I was reading the Wall Street Journal this morning. Yes that seems so odd I am even saying that. It’s not like it’s my daily habit to read the Wall Street Journal. I am stuck here in San Francisco – been trying to get to a family reunion for the holidays and have faced one weather delay after another. The WSJ was dropped off by my hotel room door. The Weekend Journal has a very interesting article on how the Fed is printing money like crazy – yet they aren’t even printing the money. It’s all just being created on the computer. They are “creating” the money through the same old scheme of loaning money based on the fractional reserve. BUT look at this paragraph from the WSJ article:
“In this crisis, the Fed’s assets have grown much faster than its capital. The truth is that the Federal Reserve is itself a highly leveraged financial institution. The flagship branch of the 12-bank system, the Federal Reserve Bank of New York, shows assets of $1.3 trillion and capital of just $12.2 billion. Its leverage ratio, a mere 0.9%, is less than one-third of that prescribed for banks in the private sector. Such a thin film of protection would present no special risk if the bank managed by Timothy F. Geithner, the Treasury secretary-designate, owned only short-dated Treasurys. However, the mystery meat acquired from Bear Stearns and AIG foots to $66.6 billion. A writedown of just 18.3% in the value of those risky portfolios would erase the New York Fed’s capital account. In congressional testimony eight years ago, Laurence Meyer, then a Fed governor, tried to allay any such concerns (which then must have seemed remote, indeed). “Creditors of central banks…are at no risk of a loss because the central bank can always create additional currency to meet any obligation denominated in that currency,” he soothingly reminded his listeners.”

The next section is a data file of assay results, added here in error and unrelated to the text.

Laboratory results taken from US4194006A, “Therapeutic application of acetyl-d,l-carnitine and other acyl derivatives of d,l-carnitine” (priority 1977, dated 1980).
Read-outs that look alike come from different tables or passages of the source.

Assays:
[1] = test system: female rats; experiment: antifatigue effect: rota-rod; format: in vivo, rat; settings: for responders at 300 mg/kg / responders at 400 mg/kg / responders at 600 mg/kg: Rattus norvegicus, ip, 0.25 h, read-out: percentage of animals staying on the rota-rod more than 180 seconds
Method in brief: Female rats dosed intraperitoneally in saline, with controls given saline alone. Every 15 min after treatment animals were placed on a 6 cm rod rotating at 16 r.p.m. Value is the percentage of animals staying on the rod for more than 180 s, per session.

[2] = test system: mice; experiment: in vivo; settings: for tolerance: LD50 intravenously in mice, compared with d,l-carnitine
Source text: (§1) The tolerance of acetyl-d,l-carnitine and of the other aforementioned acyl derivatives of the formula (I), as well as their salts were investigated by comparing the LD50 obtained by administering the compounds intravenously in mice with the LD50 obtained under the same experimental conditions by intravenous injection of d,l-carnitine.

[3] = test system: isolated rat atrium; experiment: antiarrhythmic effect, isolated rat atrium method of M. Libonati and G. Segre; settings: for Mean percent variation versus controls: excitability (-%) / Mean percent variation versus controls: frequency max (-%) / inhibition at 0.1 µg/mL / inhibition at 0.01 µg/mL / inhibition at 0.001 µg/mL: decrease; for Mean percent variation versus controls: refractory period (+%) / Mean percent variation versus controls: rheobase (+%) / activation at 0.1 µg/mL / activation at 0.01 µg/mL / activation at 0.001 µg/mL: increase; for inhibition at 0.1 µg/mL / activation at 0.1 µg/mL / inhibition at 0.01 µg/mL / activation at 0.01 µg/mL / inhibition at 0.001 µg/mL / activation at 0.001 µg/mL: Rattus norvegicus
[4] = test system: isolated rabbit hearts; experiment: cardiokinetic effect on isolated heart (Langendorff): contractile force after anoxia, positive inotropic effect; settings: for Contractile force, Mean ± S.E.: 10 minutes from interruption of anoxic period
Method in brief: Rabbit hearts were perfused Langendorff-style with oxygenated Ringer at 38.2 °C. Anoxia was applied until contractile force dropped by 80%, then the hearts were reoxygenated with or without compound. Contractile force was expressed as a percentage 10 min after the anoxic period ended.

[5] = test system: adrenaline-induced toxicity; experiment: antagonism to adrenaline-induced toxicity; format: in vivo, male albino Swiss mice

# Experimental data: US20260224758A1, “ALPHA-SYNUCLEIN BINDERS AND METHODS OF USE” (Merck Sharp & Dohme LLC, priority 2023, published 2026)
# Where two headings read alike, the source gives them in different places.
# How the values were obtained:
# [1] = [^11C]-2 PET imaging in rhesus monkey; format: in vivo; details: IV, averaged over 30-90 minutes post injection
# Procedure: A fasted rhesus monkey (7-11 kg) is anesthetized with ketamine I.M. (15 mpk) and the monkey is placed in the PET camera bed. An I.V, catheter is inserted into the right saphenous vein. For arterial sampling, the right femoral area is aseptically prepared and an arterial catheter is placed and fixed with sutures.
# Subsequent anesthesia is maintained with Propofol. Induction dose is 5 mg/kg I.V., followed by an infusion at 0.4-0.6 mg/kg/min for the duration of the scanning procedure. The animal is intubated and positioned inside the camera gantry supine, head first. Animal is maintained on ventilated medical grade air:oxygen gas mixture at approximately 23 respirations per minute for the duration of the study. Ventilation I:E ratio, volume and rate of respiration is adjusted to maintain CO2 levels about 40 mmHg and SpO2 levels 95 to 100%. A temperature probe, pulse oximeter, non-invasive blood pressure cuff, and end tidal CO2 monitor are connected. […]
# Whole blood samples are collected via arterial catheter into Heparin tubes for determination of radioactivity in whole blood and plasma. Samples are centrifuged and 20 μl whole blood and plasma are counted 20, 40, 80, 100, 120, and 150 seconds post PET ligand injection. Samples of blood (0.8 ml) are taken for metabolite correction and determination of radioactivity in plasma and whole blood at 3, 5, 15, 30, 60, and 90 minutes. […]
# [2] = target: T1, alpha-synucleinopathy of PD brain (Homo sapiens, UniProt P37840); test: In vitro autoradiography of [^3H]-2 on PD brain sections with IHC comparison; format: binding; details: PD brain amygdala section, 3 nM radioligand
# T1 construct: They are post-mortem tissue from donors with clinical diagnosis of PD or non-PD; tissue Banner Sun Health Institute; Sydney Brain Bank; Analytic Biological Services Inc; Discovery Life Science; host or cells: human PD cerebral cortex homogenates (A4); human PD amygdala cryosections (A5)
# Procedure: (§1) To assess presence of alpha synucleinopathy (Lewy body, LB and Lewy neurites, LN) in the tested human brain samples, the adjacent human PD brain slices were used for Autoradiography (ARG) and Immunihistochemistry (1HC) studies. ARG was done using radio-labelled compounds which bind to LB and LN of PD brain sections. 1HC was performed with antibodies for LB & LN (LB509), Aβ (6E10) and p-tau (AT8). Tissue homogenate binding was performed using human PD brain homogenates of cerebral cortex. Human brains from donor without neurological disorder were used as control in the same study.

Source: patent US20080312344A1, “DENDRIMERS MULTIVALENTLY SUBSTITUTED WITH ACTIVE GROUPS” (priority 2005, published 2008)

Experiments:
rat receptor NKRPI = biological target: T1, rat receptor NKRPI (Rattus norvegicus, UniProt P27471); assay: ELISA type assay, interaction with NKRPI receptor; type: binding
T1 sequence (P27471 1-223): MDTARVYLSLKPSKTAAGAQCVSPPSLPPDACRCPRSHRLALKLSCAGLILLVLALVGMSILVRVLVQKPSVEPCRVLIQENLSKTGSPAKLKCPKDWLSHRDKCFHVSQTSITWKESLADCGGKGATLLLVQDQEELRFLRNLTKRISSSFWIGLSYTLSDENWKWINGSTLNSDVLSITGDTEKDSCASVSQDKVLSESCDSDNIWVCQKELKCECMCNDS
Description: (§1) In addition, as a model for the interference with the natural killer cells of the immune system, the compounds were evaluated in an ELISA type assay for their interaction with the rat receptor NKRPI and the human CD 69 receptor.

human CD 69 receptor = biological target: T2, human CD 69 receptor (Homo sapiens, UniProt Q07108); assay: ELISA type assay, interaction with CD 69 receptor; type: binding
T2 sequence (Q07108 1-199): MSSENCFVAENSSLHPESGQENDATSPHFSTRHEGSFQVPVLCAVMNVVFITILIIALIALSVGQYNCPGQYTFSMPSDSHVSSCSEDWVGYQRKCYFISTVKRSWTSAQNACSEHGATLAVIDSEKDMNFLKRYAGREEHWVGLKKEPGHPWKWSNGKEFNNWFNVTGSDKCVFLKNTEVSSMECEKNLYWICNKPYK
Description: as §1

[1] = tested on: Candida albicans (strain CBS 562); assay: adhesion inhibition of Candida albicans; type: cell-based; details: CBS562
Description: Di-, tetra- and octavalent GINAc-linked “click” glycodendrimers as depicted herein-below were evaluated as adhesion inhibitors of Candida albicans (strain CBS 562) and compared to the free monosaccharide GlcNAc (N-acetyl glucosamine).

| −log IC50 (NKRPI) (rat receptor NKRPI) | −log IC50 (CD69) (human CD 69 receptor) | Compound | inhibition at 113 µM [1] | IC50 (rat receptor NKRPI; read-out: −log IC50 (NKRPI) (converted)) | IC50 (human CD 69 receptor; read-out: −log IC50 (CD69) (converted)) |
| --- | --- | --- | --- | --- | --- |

Why would people experiencing unprecedented deflation be concerned about actions by our federal government that could create outrageous inflation? Mostly we should all be concerned about this because there is no way to predict the future as these are unprecedented times. All you can really do right now is be able to respond fast to emerging opportunities. Where can you turn for advice during a time like this when no one knows where things are heading? Here are some of my strategies to not just weather this fast changing situation, but to also capitalize on it:
1. Get really good at creating value for others, FAST. This is where project management comes in especially handy as the faster you can finish your projects, the more value you create.
2. Get very good at adapting fast to changing circumstances. This is where learning how to learn fast and also learning how to complete projects fast will stand you well during any time.
3. Create your own risk management plans. Look at the probability of various scenarios, and the impact of those occuring. Understand the expected monetary value of these scenarios and develop strategies that are appropriate for YOU. This is where the people who become certified Project Management Professionals through Cheetah Learning have an edge over others as these concepts are second nature to them.